Chad Parks: We do, in fact I’m working on right now as we speak, in this time period not on this interview, what’s called a five-year growth plan and capital needs analysis. And so unfortunate that my companies not fifteen years old so if you think about it that way I’ve had three five-year cycles and the first five were so absolutely out my control and unpredictable, the second five from ’04 to ’09 that’s when things started to look better and I had some idea about where we were going and I made some commitments and I was able to deliver that pretty good. From ’09 to ’14, remember ’09 was difficult because we were in the middle of the recession so again a lot of uncertainty but I said here’s where I think we can go and I think we’ll get there. And so now here we are in ’14 and it’s hard for me to look out to 2019 and ’20, and of course it’s going to be a lot of uncertainty and unpredictability in the markets and in the economy but at the end of the day, you know, what I have is something that everybody needs, and I think for us we’re in a fortune spot that it’s not a matter of will we grow and be successful, it’s like how much will we grow and how fast. So in looking forward in the next five years we’re at a very interesting inflection point where I feel like the momentum that we have, the infrastructure, and the experience that we have in place that’s internal, with the hiring of the external sales forces and increasing our relationships out there in the market, plus let’s not forget that again what we have is something that everybody needs and I think more awareness is being put on that issue of retirement savings. Then I see us really growing strong, I kind of put out a goal internally for our company that says we want to hit a hundred million in revenue in five years and that sounds like a lot to go on, I just thought what you said earlier, how do you go from a million to 12 million, like how do you do that? Well going from 12 million to 100 million how do you do that? I have a lot more clarity and certainty about how we can do that now and it doesn’t scare me and I think that we’re going to be on a pretty good trajectory to hit that.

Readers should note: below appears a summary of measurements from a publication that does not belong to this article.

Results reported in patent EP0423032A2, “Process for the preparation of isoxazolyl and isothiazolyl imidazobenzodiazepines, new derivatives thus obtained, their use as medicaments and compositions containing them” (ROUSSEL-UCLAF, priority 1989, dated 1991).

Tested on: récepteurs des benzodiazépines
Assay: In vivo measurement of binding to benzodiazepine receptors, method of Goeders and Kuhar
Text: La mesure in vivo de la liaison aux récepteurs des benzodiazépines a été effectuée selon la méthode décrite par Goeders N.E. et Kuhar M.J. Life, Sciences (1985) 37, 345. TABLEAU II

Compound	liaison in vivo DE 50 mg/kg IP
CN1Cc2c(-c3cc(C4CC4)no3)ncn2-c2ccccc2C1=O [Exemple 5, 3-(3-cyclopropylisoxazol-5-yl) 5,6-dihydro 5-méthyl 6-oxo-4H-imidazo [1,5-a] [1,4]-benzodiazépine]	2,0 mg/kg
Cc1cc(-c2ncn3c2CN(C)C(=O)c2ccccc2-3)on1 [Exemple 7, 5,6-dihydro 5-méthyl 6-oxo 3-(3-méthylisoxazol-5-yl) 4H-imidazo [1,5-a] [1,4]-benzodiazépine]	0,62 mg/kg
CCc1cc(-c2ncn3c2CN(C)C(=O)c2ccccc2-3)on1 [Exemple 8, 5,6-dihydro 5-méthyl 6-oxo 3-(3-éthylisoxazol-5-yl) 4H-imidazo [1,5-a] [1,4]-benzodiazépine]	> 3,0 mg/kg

Success Harbor: I hope you hit it and thank you very much Chad for coming on the Success Harbor to share your story and I hope you come back in maybe next year, or in a few years, and report how your business is doing. I really appreciate your insight.
Chad Parks: Yeah, absolutely, George, thank you for the opportunity and congratulations on what you’re doing.
Success Harbor: And how can people find out more about the services that you offer or maybe connect with you.
Chad Parks: Sure, theonline401k.com is our website and me just search my name Chad Parks on 401k, I’m pretty much full up the first page of Google with you know LinkedIn and many other ways to get to me so I’m happy to talk to anybody further if they’d like to.
Success Harbor: Thank you very much Chad and everybody check out the online 401k and I wish you much success going forward in the next five years.
Chad Parks: Excellent, thanks George.
Success Harbor: Thank you.
Chad Parks: Bye.
Success Harbor: Bye.
Originally posted 2017-01-13 08:18:12.